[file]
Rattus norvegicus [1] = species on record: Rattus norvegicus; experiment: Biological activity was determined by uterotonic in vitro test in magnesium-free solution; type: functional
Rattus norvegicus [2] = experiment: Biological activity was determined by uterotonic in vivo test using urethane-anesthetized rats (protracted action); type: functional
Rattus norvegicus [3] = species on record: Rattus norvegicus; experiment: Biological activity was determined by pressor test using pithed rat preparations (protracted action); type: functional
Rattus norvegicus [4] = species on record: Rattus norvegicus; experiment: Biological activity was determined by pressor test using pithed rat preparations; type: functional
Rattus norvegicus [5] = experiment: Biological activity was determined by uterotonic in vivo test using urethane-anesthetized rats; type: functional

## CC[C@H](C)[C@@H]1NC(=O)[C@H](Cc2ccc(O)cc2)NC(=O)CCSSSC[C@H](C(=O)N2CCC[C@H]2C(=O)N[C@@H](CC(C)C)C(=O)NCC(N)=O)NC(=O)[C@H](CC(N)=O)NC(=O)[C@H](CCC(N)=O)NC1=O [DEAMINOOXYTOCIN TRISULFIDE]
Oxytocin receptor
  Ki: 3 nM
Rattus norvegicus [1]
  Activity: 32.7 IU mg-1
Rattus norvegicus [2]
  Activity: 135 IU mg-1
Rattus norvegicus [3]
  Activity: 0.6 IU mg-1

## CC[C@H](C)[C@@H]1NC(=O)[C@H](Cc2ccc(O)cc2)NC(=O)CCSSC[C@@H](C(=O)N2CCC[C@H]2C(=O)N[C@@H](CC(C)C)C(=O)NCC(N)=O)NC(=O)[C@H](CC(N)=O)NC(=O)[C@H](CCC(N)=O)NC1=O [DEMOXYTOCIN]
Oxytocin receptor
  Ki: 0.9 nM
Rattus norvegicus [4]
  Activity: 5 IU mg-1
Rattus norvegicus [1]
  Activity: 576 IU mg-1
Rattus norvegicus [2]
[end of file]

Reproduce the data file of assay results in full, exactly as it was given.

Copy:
Rattus norvegicus [1] = species on record: Rattus norvegicus; experiment: Biological activity was determined by uterotonic in vitro test in magnesium-free solution; type: functional
Rattus norvegicus [2] = experiment: Biological activity was determined by uterotonic in vivo test using urethane-anesthetized rats (protracted action); type: functional
Rattus norvegicus [3] = species on record: Rattus norvegicus; experiment: Biological activity was determined by pressor test using pithed rat preparations (protracted action); type: functional
Rattus norvegicus [4] = species on record: Rattus norvegicus; experiment: Biological activity was determined by pressor test using pithed rat preparations; type: functional
Rattus norvegicus [5] = experiment: Biological activity was determined by uterotonic in vivo test using urethane-anesthetized rats; type: functional

## CC[C@H](C)[C@@H]1NC(=O)[C@H](Cc2ccc(O)cc2)NC(=O)CCSSSC[C@H](C(=O)N2CCC[C@H]2C(=O)N[C@@H](CC(C)C)C(=O)NCC(N)=O)NC(=O)[C@H](CC(N)=O)NC(=O)[C@H](CCC(N)=O)NC1=O [DEAMINOOXYTOCIN TRISULFIDE]
Oxytocin receptor
  Ki: 3 nM
Rattus norvegicus [1]
  Activity: 32.7 IU mg-1
Rattus norvegicus [2]
  Activity: 135 IU mg-1
Rattus norvegicus [3]
  Activity: 0.6 IU mg-1

## CC[C@H](C)[C@@H]1NC(=O)[C@H](Cc2ccc(O)cc2)NC(=O)CCSSC[C@@H](C(=O)N2CCC[C@H]2C(=O)N[C@@H](CC(C)C)C(=O)NCC(N)=O)NC(=O)[C@H](CC(N)=O)NC(=O)[C@H](CCC(N)=O)NC1=O [DEMOXYTOCIN]
Oxytocin receptor
  Ki: 0.9 nM
Rattus norvegicus [4]
  Activity: 5 IU mg-1
Rattus norvegicus [1]
  Activity: 576 IU mg-1
Rattus norvegicus [2]